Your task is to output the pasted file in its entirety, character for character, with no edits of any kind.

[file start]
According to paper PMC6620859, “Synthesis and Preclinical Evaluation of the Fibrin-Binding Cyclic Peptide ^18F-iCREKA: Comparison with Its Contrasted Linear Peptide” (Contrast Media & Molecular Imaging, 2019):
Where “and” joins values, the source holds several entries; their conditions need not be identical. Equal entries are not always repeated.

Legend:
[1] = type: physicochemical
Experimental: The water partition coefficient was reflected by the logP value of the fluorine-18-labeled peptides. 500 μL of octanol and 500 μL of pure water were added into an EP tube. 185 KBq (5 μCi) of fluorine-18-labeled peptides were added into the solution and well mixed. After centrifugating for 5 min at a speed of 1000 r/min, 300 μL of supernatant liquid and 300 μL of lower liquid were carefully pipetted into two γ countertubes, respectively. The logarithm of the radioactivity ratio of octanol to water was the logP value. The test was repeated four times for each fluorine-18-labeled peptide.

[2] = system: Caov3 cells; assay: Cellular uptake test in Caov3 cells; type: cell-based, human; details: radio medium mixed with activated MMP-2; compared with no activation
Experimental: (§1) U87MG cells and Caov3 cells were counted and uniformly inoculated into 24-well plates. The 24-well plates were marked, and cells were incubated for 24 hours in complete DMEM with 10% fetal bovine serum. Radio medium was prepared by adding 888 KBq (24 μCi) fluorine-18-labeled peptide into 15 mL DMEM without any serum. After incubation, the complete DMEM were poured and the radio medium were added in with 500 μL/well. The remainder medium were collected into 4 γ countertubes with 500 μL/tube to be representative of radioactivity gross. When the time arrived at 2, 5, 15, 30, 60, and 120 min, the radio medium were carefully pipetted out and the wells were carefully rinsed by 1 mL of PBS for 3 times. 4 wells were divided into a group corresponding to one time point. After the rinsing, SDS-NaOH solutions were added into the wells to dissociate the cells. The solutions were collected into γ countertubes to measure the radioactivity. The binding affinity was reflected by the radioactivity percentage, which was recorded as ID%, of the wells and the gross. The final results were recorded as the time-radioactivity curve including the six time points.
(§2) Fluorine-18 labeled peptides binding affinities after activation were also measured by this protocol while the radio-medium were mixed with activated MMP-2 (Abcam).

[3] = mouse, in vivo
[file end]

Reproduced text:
According to paper PMC6620859, “Synthesis and Preclinical Evaluation of the Fibrin-Binding Cyclic Peptide ^18F-iCREKA: Comparison with Its Contrasted Linear Peptide” (Contrast Media & Molecular Imaging, 2019):
Where “and” joins values, the source holds several entries; their conditions need not be identical. Equal entries are not always repeated.

Legend:
[1] = type: physicochemical
Experimental: The water partition coefficient was reflected by the logP value of the fluorine-18-labeled peptides. 500 μL of octanol and 500 μL of pure water were added into an EP tube. 185 KBq (5 μCi) of fluorine-18-labeled peptides were added into the solution and well mixed. After centrifugating for 5 min at a speed of 1000 r/min, 300 μL of supernatant liquid and 300 μL of lower liquid were carefully pipetted into two γ countertubes, respectively. The logarithm of the radioactivity ratio of octanol to water was the logP value. The test was repeated four times for each fluorine-18-labeled peptide.

[2] = system: Caov3 cells; assay: Cellular uptake test in Caov3 cells; type: cell-based, human; details: radio medium mixed with activated MMP-2; compared with no activation
Experimental: (§1) U87MG cells and Caov3 cells were counted and uniformly inoculated into 24-well plates. The 24-well plates were marked, and cells were incubated for 24 hours in complete DMEM with 10% fetal bovine serum. Radio medium was prepared by adding 888 KBq (24 μCi) fluorine-18-labeled peptide into 15 mL DMEM without any serum. After incubation, the complete DMEM were poured and the radio medium were added in with 500 μL/well. The remainder medium were collected into 4 γ countertubes with 500 μL/tube to be representative of radioactivity gross. When the time arrived at 2, 5, 15, 30, 60, and 120 min, the radio medium were carefully pipetted out and the wells were carefully rinsed by 1 mL of PBS for 3 times. 4 wells were divided into a group corresponding to one time point. After the rinsing, SDS-NaOH solutions were added into the wells to dissociate the cells. The solutions were collected into γ countertubes to measure the radioactivity. The binding affinity was reflected by the radioactivity percentage, which was recorded as ID%, of the wells and the gross. The final results were recorded as the time-radioactivity curve including the six time points.
(§2) Fluorine-18 labeled peptides binding affinities after activation were also measured by this protocol while the radio-medium were mixed with activated MMP-2 (Abcam).

[3] = mouse, in vivo